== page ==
Posted by: Gillian | January 4, 2008

UK Adult learners falling

Two or more years ago, as eagerly awaited course brochures failed to materialise or appeared in such shrunken form that they were almost literally shadows of their former selves, educators shook their heads and said: “We told you so.”  Whole Continuing Education departments, such as that at the University of Leeds, closed.  Up and down the land, people fumed: “Where’s the upholstery class gone?” or “Entry level Spanish is how much?!”  Now, hidden in the Christmas news, the figures are out and corroborated on the NIACE website: approximately 1.4 million adult learners have been lost to publicly supported education.  The forecast was that about 200,000 would be lost and that was deemed politically acceptable at the time the decision was made to cut the funding to the evening classes that so many used as a means of socialising, catching up on subjects missed or not available during formal youth education, giving back to the community and even testing their formal learning skills in a safe environment before signing up for a more intensive programme of study.

Suddenly, the emphasis was on gaining ‘qualifications’.  I and many others have written elsewhere about the lunacy of expecting middle-aged people to leap with joy at the thought of writing an assessed, time-restricted essay on, for example, an art appreciation course.  How, as a nation, are we to understand the importance of our great national museums and art galleries and support their funding if people who want to know more about them can not find friendly local introductory courses?  The situation for practical subjects is hardly any better.  Before, if you wanted to build your own garden arch, you could pop along to an evening class and persuade the teacher that that was a really good subject for discussion.  Now, you follow a set syllabus and arches are most unlikely to figure in a ten-week introduction but a national qualification most certainly will.  Some course members will want a qualification and should have access to the test but others really do not need it: why does a fully-employed engineer need an NVQ in brick-laying when the point of doing the course is partly to fix the garden archway and partly to meet people and be part of village life?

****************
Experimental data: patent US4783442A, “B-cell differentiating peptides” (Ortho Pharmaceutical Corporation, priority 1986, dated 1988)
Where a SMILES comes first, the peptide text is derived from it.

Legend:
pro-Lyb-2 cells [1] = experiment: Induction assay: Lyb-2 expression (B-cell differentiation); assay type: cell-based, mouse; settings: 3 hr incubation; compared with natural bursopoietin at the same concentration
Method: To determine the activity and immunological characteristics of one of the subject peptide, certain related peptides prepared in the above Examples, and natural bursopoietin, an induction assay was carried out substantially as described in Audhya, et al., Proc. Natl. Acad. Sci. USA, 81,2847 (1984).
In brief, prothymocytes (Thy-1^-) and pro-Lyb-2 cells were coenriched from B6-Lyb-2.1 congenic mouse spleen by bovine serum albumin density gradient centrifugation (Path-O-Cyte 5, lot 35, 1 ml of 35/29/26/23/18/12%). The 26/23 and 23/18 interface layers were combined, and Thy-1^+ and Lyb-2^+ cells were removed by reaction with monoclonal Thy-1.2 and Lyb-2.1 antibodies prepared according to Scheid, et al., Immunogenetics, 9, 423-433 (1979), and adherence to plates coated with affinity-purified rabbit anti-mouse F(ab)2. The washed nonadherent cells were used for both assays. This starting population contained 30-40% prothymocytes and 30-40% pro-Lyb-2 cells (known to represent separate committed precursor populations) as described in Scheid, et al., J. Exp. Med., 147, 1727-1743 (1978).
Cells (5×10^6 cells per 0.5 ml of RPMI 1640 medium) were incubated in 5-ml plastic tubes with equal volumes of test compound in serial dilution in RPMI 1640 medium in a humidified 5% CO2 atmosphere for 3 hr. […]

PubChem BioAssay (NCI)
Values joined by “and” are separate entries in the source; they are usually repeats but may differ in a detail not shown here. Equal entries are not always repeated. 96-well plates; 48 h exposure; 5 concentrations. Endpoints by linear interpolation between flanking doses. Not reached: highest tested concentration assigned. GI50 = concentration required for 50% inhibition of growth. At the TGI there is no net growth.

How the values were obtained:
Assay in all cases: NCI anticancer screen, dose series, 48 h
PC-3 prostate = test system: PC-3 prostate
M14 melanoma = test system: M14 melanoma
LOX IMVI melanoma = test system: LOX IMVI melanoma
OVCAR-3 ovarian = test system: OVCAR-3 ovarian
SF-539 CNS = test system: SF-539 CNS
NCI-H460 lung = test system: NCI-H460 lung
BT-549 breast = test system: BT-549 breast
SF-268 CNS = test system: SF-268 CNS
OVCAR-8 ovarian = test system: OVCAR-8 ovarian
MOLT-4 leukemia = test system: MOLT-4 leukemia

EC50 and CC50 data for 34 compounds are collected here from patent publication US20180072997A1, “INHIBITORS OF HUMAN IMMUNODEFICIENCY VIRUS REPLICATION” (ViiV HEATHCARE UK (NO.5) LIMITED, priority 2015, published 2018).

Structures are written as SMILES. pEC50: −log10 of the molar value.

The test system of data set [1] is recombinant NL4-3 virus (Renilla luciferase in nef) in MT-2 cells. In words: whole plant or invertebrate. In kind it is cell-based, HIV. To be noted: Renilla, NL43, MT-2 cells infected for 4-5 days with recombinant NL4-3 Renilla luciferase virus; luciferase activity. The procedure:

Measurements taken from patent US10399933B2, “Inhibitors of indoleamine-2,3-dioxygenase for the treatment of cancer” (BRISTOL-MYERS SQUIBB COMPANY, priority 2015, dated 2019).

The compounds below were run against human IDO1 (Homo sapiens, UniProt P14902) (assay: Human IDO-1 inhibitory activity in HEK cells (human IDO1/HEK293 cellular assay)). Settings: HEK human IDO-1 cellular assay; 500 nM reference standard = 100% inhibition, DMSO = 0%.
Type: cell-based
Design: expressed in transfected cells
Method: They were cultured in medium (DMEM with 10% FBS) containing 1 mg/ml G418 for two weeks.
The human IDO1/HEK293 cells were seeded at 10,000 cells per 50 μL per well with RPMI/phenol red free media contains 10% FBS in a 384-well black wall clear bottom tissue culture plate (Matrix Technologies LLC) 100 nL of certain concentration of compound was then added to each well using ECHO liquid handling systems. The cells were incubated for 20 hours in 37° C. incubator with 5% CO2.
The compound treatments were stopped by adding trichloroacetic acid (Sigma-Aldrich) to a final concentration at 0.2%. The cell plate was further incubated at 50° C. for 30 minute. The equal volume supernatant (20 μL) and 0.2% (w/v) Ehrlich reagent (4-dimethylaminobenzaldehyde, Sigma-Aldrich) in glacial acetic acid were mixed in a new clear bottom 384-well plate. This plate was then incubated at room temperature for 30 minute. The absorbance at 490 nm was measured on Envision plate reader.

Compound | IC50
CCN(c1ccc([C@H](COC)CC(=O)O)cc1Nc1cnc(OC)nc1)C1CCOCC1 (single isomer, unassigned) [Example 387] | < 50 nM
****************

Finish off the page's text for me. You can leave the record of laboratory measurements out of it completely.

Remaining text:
Where have the 1.4 million learners gone?  Some, no-one knows how many, have gone to village halls and house groups to pursue their interests without the interference of ‘bureaucracy’.  Others have undoubtedly gone online and found interest groups or distance-learning courses.  Others have just plain given up.

No-one doubts that the young need skills, nor that immigrants should be encouraged to learn English to help social cohesion (see this BBC Rethink article) as was announced today.  However, depriving adults of easy access to social environments where learning can be fun will simply increase the individualism in society and create a greater divide between those who can afford to enjoy learning and those for whom learning is to remain, literally, a closed book.  If schools can not equip the young to be fit for the workplace or university, it is the schools that need fixing: the answer is not to demolish adult education.  If immigrants need to be taught English (and many do) then that should be costed and paid for at the point of entry, not after the event.  UK society needs to develop if the UK is not to slip further in the world economic rankings and if standards of living for everyone are to be maintained or improved.  Society can not develop if it is required to develop at the pace of the slowest or wait for the latest arrival to catch up.  All adults need access to a wide and stimulating variety of courses in subjects as diverse as archery, Mandarin, folk-guitar and entomology.  That, of course, means we also need to use these recent statistics and lobby for a more social approach to educational opportunities for all members of society, not just those who are easy to track in a database of learning progression.

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